The Ecclesiastical History of the English Nation

By Bede | Go to book overview

which he found in the apostolical or prophetic writings, but to the utmost of his power endeavoured to perform them all. These things I much love and admire in the aforesaid bishop; because I do not doubt that they were pleasing to God; but I do not praise or approve his not observing Easter at the proper time, either through ignorance of the canonical time appointed, or if he knew it, being prevailed on by the authority of his nation, not to follow the same. Yet, this I approve in him, that in the celebration of his Easter, the object which he had in view in all he said, did, or preached, was the same as ours, that is, the redemption of mankind, through the passion, resurrection and ascension into heaven of the man Jesus Christ, who is the mediator betwixt God and man. And therefore he always celebrated the same, not as some falsely imagine, on the fourteenth moon, like the Jews, whatsoever the day was, but on the Lord's day, from the fourteenth to the twentieth moon, and this he did from his belief of the resurrection of our Lord happening on the day after the Sabbath, and for the hope of our resurrection, which also he, with the holy Church, believed would happen on the day after the Sabbath, now called the Lord's Day.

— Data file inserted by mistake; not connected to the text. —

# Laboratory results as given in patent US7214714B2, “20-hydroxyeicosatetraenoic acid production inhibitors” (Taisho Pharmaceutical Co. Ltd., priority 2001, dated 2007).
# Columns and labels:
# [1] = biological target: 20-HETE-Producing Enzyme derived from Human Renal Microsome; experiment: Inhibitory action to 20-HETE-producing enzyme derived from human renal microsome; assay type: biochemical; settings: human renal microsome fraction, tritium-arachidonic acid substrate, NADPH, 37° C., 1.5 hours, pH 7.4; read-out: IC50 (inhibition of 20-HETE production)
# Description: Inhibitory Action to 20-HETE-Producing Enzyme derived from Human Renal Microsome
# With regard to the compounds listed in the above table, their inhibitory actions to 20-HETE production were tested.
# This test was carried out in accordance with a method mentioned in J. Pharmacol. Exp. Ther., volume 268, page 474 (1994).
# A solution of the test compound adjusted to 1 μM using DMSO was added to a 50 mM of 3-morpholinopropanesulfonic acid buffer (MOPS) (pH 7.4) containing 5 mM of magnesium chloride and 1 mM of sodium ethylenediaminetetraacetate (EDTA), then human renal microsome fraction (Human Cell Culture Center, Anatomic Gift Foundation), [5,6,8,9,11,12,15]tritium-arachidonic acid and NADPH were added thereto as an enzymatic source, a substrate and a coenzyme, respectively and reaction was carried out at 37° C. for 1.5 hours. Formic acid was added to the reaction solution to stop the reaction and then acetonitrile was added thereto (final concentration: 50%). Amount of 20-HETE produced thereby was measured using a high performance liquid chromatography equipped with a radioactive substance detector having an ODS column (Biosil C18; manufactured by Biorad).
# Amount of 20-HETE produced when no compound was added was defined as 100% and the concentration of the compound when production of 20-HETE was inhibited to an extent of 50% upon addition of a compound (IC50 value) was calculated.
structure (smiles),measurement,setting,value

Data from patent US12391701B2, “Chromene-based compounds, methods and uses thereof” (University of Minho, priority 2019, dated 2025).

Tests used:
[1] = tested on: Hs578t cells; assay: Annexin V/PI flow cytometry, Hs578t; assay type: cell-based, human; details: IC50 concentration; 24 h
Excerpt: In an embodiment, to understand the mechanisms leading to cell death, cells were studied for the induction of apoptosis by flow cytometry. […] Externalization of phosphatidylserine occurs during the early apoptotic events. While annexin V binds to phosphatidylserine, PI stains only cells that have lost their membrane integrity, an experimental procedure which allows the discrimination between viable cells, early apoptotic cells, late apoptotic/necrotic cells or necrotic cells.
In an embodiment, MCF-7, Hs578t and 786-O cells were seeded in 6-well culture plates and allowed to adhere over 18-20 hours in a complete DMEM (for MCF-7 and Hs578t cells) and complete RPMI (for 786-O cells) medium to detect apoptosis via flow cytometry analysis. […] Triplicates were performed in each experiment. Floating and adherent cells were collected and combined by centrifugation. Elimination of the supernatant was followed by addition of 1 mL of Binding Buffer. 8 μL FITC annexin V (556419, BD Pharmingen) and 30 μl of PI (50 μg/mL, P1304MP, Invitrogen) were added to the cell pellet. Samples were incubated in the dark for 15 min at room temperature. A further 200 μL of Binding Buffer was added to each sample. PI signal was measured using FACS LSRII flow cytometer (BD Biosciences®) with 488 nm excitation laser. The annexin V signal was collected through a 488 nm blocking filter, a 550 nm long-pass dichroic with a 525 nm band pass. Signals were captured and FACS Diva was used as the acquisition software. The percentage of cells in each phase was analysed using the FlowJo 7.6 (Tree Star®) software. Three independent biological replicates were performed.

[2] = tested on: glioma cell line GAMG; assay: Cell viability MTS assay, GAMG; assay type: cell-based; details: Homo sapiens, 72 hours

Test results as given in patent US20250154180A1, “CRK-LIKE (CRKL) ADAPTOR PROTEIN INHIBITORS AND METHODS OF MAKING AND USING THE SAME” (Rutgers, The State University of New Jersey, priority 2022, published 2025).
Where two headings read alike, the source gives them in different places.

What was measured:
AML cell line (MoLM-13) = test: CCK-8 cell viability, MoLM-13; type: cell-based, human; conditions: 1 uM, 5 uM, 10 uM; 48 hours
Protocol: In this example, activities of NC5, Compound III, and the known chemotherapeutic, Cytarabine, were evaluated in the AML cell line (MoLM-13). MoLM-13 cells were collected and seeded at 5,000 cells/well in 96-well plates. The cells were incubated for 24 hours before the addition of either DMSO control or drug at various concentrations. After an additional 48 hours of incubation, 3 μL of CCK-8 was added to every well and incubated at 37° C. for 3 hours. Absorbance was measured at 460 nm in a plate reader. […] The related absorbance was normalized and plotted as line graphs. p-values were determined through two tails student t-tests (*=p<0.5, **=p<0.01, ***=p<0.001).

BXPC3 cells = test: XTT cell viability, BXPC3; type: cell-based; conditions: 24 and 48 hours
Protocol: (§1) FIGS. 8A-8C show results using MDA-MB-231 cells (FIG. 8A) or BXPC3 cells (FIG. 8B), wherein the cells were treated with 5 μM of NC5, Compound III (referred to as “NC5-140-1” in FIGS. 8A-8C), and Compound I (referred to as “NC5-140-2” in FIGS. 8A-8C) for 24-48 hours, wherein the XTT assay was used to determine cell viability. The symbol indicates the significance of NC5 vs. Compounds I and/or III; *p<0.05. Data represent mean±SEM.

CHAPTER XVIII.
OF THE LIFE AND DEATH OF THE RELIGIOUS KING SIGBERCHT.

At this time, the kingdom of the East Angles, after the death of Eorpwald, the successor of Redwald, was subject to his brother Sigbercht, a good and religious man, who long before had been baptized in France, whilst he lived in banishment, flying from the enmity of Redwald; and returning home, as soon as he ascended the throne, being desirous to imitate the good institutions which he had seen

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